In the absence of federal privacy legislation, the FTC is widely expected to commence a rulemaking to “curb lax security practices, limit privacy abuses, and ensure that algorithmic decision-making does not result in unlawful discrimination.” This paper addresses some of the reasons why FTC rulemaking is a poor substitute for federal legislation and an inefficient allocation of limited agency resources. While the FTC has considerable power to craft rules banning unfair or deceptive practices, Magnuson-Moss rulemaking is slow and resource-intensive, may not produce enforceable final rules, and does not necessarily preempt inconsistent state law. Plus, the limits of FTC’s unfairness authority do not always square well with privacy. Competition rulemaking, meanwhile, would be a terrible strategic blunder for the FTC and should be avoided. The FTC should instead focus its efforts on the most egregious practices that plainly fit within the statutory rubric of unfairness.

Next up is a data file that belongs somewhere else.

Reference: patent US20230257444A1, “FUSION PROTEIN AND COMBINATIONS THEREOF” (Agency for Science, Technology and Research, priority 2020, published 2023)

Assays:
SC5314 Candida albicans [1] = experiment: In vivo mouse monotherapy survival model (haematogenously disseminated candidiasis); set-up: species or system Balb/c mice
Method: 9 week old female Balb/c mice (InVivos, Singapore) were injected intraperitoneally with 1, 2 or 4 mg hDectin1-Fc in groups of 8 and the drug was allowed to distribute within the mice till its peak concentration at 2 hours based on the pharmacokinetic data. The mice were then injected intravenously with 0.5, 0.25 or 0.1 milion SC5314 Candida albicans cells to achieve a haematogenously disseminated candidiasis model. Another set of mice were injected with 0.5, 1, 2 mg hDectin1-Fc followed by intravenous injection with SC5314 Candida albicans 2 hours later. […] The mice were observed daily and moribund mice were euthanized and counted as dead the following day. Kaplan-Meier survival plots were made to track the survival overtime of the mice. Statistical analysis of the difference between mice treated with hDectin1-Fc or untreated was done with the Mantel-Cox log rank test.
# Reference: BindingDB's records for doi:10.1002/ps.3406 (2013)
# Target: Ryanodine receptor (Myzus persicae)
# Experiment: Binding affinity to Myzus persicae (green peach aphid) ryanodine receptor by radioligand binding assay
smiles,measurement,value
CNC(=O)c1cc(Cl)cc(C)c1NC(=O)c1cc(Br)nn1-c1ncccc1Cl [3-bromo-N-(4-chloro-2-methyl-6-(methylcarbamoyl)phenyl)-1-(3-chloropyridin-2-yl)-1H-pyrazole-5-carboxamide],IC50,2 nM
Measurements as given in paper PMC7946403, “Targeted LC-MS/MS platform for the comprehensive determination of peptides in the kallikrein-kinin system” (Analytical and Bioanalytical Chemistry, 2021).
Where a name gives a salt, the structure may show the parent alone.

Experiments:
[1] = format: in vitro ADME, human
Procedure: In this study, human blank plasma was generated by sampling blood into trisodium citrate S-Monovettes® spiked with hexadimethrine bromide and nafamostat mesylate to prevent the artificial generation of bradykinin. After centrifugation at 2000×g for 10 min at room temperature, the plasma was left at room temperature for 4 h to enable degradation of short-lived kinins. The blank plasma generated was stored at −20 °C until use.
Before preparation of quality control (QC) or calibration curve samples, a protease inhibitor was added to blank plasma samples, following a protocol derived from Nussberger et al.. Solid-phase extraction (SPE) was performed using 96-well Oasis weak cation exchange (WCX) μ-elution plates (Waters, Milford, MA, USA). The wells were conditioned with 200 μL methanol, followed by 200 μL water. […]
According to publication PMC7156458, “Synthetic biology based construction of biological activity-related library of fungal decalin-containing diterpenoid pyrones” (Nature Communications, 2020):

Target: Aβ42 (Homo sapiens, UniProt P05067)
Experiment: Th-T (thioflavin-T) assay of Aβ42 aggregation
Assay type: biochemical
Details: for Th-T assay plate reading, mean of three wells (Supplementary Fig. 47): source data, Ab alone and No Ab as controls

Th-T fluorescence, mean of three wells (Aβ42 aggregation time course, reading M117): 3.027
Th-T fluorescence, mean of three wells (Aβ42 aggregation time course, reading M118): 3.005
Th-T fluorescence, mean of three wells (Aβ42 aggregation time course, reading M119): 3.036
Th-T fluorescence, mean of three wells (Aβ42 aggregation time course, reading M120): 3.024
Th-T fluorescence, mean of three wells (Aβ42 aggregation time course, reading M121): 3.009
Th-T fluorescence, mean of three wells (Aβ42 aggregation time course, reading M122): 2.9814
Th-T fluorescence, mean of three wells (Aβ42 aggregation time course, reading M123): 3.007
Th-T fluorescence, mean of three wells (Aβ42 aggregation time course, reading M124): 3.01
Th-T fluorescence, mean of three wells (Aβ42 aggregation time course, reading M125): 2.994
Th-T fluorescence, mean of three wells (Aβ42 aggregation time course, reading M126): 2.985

By Ben Rossen[1]

 

I. Introduction

When the Federal Trade Commission (“FTC”) announced in December that it is considering commencing a “commercial surveillance” rulemaking to “curb lax security practices, limit privacy abuses, and ensure that algorithmic decision-making does not result in unlawful discrimination,”[2] privacy advocates appeared to have cause for celebration. Finally, after years of stalled negotiations on comprehensive privacy legislation in Congress, a newly a

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